House Science Committee

Last Friday afternoon, House Science Committee Chairman Bob Walker
(R-PA) announced his intention to retire at the end of this
Congress (one year from now.)  In making this surprise
announcement, Walker said, "It is time for me to step aside and
allow someone else to take on the challenge of serving this
district in the Congress.  Since the first Continental Congress 220
years ago, the Pennsylvania Dutch seat has established a proud
tradition.  A part of that tradition is that no one has ever held

18 Dec 1995

The combative tenor of the House Science, Space, and Technology Committee’s hearing on climate science was struck from the outset. Chairman Ralph Hall (R-TX) opened the hearing by decrying the Obama Administration’s push to regulate greenhouse gases and questioning whether the leaked emails from the University of East Anglia’s Climate Research Unit (CRU) cast doubt on the integrity of climate science. Hall said:

20 May 2011

The House Subcommittee on Research and Science Education held a friendly hearing to oversee the work of the National Nanotechnology Initiative (NNI), the federal government’s program to foster coordination and collaboration between the 25 agencies engaged in nanotechnology research. The witnesses represented many aspects of the nanotechnology industry and included the director of NNI, an academic researcher, and representatives of companies engaged in different applications of nanotechnology to consumer products.

10 May 2011

When Congress returns next week one of the major items on its agenda will be the initial drafting of the FY 2012 appropriations bills.  The House and Senate authorization and appropriations committees have held hearings to review the FY 2012 request, with other hearings to be scheduled.  Information on the Administration’s budget request and on selected S&T hearings is available here.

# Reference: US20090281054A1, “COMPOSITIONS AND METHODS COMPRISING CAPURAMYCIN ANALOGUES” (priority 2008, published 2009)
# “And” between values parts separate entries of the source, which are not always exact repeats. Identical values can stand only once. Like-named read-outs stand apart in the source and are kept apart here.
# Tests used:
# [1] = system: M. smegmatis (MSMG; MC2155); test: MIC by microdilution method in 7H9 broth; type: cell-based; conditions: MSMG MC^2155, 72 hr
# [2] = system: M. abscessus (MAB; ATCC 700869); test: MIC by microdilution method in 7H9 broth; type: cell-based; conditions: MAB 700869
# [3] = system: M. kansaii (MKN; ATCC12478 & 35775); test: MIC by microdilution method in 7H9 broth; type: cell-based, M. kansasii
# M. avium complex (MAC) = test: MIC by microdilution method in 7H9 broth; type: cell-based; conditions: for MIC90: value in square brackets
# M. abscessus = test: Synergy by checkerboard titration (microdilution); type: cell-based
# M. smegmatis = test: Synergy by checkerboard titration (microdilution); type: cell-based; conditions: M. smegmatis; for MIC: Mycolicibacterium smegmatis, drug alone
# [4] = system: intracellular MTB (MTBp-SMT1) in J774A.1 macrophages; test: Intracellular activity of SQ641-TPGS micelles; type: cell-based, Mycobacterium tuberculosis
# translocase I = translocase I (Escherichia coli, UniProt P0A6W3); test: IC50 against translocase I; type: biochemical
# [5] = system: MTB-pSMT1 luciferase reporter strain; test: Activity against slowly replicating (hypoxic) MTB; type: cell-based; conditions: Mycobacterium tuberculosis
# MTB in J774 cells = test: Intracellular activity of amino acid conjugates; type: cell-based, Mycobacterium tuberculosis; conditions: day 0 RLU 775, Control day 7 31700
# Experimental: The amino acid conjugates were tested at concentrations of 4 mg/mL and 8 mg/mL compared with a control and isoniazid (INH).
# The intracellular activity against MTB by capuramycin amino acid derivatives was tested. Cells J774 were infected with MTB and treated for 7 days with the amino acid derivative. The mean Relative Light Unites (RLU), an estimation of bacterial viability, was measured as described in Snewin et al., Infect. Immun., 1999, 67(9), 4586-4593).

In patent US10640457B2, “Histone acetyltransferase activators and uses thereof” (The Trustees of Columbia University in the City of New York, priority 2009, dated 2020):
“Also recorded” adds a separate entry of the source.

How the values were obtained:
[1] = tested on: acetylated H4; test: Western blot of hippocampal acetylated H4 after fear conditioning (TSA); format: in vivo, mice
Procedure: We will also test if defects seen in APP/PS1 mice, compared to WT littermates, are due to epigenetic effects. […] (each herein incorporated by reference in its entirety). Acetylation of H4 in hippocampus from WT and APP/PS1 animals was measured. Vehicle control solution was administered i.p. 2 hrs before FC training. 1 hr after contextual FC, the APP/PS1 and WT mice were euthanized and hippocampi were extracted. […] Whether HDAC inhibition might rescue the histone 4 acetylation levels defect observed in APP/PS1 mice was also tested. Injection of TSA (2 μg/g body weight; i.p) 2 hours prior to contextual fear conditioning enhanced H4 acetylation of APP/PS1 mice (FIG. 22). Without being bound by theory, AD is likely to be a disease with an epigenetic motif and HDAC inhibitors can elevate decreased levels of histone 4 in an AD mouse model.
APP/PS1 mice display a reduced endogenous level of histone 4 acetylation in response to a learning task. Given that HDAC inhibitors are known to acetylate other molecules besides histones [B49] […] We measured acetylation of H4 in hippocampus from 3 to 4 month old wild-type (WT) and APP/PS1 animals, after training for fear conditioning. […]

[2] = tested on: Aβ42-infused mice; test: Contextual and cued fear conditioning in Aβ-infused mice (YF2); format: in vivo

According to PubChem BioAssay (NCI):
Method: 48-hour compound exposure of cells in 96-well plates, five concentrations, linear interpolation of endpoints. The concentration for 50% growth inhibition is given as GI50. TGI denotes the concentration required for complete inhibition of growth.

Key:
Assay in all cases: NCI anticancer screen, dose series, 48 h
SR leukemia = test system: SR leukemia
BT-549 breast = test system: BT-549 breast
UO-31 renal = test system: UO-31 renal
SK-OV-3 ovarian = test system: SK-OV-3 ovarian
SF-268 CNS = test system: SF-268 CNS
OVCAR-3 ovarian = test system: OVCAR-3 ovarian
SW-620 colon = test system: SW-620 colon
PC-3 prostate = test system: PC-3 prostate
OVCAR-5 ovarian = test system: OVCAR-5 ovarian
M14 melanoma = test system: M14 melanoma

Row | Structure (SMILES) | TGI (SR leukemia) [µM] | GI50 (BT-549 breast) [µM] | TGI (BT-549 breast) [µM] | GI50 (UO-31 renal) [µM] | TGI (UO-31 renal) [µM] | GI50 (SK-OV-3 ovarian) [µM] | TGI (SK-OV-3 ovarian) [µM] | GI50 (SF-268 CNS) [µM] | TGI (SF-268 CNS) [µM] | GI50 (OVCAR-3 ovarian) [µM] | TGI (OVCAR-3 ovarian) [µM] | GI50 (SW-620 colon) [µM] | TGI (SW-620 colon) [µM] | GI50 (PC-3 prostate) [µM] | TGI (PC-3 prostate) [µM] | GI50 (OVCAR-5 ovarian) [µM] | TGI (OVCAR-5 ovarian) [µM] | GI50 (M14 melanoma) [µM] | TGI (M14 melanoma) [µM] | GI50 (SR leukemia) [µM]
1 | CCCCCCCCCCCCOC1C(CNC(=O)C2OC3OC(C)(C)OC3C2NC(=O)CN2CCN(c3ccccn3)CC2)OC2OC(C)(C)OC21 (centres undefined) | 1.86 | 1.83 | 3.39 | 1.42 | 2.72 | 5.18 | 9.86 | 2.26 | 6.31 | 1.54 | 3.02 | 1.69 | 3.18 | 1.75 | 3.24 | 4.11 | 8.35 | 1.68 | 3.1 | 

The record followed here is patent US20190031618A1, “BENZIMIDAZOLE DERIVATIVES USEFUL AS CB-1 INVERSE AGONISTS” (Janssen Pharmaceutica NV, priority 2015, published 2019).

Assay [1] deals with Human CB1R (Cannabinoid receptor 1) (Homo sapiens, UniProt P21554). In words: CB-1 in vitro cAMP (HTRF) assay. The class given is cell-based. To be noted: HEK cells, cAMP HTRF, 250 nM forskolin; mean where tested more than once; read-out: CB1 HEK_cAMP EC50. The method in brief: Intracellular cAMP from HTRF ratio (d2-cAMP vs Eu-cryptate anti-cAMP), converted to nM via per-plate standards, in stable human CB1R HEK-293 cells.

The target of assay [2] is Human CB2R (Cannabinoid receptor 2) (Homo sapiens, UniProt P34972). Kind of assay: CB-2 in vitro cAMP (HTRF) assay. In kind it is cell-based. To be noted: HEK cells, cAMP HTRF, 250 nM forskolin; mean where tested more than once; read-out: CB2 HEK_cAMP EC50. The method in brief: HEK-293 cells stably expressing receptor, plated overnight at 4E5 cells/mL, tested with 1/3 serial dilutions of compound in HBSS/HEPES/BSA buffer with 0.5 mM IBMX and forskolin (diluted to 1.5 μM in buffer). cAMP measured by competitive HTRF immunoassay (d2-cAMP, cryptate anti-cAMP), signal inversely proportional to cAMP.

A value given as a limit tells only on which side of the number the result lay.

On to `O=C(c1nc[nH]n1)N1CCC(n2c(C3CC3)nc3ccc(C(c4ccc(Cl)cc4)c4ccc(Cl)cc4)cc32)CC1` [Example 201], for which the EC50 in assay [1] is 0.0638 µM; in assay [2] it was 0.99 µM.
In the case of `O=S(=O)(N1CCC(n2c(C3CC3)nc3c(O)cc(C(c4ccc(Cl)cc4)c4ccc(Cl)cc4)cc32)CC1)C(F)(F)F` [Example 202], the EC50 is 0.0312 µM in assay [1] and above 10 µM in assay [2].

26 Apr 2011

A hearing last month in the House Science, Space, and Technology Committee showcased sharp partisan differences in Members’ views of the Obama Administration’s budget request for the Department of Energy. Secretary of Energy Steven Chu fielded a broad range of questions that highlighted diverging views of what the U.S. energy future should be.

26 Apr 2011

Last month’s hearing of the House Science, Space, and Technology Committee was the first of a series of hearings that the committee and its subcommittees have held on the Administration’s FY 2012 S&T budget request.  Chaired by Rep. Ralph Hall (R-TX), a long time member of the committee, the hearing was amicable in tone, continuing the committee’s long-standing tradition of a bipartisan approach to legislating and oversight.

17 Mar 2011

Last month the House Science, Space, and Technology Committee approved an oversight plan that will guide its activities in 2011 and 2012.  This fifteen-page plan provides insight into the committee’s future agenda.  The committee is chaired by Rep. Ralph Hall (R-TX); Rep. Eddie Bernice Johnson (D-TX) is the Ranking Member.  In releasing the plan, Chairman Hall stated:

9 Mar 2011

During last month’s floor consideration by the House of Representatives of H.R. 1, the FY 2011 Continuing Resolution, dozens of amendments were filed that would have profoundly impacted science funding beyond the cuts already included in the baseline bill. While many of these amendments were withdrawn without being voted on, several were debated and voted on by the full House.

9 Mar 2011

As explained in FYI #150, the House passed and sent to the Senate
H.R. 2405, the Omnibus Civilian Science Authorization Act of 1995.
The following remarks by House Science Committee Ranking Minority
Member George Brown (D-CA), House Science Chairman Robert Walker
(D-PA), and two other representatives, provide a sense of the range
of opinions expressed by the bill's proponents and opponents:

GEORGE BROWN:

27 Oct 1995

The House of Representatives is scheduled to consider a massive
science authorization bill on October 11-13.  While it is uncertain
what will ultimately become of this legislation, it is notable on
several counts, not the least of which is in its efforts to broadly
set science policy and funding priorities.

4 Oct 1995

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